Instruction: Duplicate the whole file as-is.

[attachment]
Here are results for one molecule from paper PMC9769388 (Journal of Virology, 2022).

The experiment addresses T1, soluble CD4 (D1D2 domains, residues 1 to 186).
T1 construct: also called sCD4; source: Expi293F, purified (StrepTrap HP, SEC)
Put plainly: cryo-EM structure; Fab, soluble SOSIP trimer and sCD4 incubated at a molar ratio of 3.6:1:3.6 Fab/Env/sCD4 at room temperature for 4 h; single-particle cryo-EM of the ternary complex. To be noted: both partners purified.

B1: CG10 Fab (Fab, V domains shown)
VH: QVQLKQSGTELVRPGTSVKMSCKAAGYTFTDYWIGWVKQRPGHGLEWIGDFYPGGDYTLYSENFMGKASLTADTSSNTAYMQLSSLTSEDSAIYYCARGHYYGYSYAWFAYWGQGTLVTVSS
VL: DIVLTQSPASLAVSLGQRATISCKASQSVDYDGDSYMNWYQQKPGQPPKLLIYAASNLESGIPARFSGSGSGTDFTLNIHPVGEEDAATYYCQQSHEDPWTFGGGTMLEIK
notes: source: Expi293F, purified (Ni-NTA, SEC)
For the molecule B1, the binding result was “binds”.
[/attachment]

Here are results for one molecule from paper PMC9769388 (Journal of Virology, 2022).

The experiment addresses T1, soluble CD4 (D1D2 domains, residues 1 to 186).
T1 construct: also called sCD4; source: Expi293F, purified (StrepTrap HP, SEC)
Put plainly: cryo-EM structure; Fab, soluble SOSIP trimer and sCD4 incubated at a molar ratio of 3.6:1:3.6 Fab/Env/sCD4 at room temperature for 4 h; single-particle cryo-EM of the ternary complex. To be noted: both partners purified.

B1: CG10 Fab (Fab, V domains shown)
VH: QVQLKQSGTELVRPGTSVKMSCKAAGYTFTDYWIGWVKQRPGHGLEWIGDFYPGGDYTLYSENFMGKASLTADTSSNTAYMQLSSLTSEDSAIYYCARGHYYGYSYAWFAYWGQGTLVTVSS
VL: DIVLTQSPASLAVSLGQRATISCKASQSVDYDGDSYMNWYQQKPGQPPKLLIYAASNLESGIPARFSGSGSGTDFTLNIHPVGEEDAATYYCQQSHEDPWTFGGGTMLEIK
notes: source: Expi293F, purified (Ni-NTA, SEC)
For the molecule B1, the binding result was “binds”.